According to social psychologists (Tajfel and his colleagues), people interpret their own position in different social contexts based on the groups they identify with. This interpretation affects their perception of others as well as affects their own behaviour. Our separation of groups and formation of a social identity leads to a preference of one group over another.
The Out-group homogeneity bias explains how people belonging to one group or in-group perceive that everyone belonging to another group or out-group are alike. We assume that all the members of the group other than ours think, behave, and act in the same way resulting in stereotyping and often we reject their way of doing things without any proper logic behind it. It is like the process of othering (not belonging) as we develop in-group favourable bias and develop an out-group negative bias based on perceived assumptions.
We create “us” and “others” all the time whether it is gender, country, religion, or a sports team supporter. Most social organisations or societies are composed of a majority group and some minority groups and within a group there are subgroups. For example, in an organisation if there are more white men in top leadership roles then women, coloured people, LGBT would be underrepresented. As people representing the majority are perceived to have more power and control over the norms of that social organisation, the real as well as perceived out-group bias creates problems for the minorities. Research has shown that we prefer in-group members and are more likely to withhold the resources or act against the needs of the outgroup.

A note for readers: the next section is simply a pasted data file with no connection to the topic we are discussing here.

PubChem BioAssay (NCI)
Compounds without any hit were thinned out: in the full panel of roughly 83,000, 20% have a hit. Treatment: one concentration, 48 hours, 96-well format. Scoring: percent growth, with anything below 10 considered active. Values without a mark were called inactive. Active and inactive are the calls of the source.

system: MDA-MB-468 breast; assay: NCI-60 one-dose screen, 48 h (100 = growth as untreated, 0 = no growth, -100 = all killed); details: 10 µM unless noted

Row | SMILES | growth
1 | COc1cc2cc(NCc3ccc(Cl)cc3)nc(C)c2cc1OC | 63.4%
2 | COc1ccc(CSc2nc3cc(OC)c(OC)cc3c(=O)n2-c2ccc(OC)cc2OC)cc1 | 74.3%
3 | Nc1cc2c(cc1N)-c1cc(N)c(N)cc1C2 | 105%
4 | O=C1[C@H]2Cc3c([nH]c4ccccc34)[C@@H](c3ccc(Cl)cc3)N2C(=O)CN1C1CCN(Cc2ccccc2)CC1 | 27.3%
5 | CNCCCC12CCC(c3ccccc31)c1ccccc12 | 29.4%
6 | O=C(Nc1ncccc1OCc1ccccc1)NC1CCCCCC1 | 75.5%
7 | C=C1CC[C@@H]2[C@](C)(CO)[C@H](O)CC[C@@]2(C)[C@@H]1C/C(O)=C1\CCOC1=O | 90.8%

Globalisation has exposed people in organisations to diverse cultures, values, beliefs, and perspectives. As cultural characteristics impact people’s behavioural and attitudinal preferences, various socio-psychological processes come into play when people from diverse backgrounds come together to work. Out-group bias and othering happens all the time in social organisations, although it is a real phenomenon, some of it is perceived as well as implied. People could be habitually operating within their cultural norms and belief system; however, their behaviour could be perceived as exclusive by people belonging to different cultural backgrounds. People representing minority groups could internalise this as feeling of otherness. Moreover, this negatively influences an individual’s thoughts, behaviour, and the choices they make. If being in-group promotes one’s self esteem, being seen as the other or out-group can be demotivating, limiting, and can cause lower self-confidence in individuals.